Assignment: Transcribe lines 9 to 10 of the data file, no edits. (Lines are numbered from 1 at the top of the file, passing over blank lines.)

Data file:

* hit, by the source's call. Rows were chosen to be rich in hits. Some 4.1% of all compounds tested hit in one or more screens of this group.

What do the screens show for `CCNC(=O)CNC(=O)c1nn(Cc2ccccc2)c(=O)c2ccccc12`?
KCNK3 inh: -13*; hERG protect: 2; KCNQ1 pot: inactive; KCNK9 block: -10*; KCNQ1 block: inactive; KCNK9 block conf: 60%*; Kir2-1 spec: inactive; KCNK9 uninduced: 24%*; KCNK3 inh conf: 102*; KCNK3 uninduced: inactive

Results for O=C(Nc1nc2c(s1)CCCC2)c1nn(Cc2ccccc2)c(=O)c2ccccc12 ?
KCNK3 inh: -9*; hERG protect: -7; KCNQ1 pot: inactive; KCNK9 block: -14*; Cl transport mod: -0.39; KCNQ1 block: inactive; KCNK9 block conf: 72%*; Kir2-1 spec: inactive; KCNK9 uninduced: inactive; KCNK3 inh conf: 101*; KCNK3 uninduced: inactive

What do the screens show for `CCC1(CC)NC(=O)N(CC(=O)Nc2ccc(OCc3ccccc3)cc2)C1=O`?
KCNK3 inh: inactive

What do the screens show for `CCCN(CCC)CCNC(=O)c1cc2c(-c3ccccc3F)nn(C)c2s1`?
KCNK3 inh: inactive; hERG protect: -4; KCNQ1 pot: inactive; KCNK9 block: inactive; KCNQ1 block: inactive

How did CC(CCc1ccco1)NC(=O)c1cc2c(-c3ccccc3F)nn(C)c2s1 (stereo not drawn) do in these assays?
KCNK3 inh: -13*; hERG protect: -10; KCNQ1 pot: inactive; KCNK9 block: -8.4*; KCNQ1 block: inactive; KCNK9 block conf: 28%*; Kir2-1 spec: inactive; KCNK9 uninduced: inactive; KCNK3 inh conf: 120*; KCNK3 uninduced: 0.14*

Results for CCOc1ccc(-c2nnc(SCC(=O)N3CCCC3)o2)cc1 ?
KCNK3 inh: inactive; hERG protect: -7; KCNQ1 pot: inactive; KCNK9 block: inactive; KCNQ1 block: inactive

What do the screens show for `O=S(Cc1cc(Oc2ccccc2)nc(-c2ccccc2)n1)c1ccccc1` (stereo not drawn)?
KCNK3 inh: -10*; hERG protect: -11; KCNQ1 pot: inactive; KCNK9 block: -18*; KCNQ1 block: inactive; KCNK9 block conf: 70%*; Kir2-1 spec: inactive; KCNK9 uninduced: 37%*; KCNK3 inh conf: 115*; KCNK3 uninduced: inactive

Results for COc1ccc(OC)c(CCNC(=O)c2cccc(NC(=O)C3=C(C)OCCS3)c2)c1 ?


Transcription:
KCNK3 inh: inactive; hERG protect: -4; KCNQ1 pot: inactive; KCNK9 block: inactive; KCNQ1 block: inactive

How did CC(CCc1ccco1)NC(=O)c1cc2c(-c3ccccc3F)nn(C)c2s1 (stereo not drawn) do in these assays?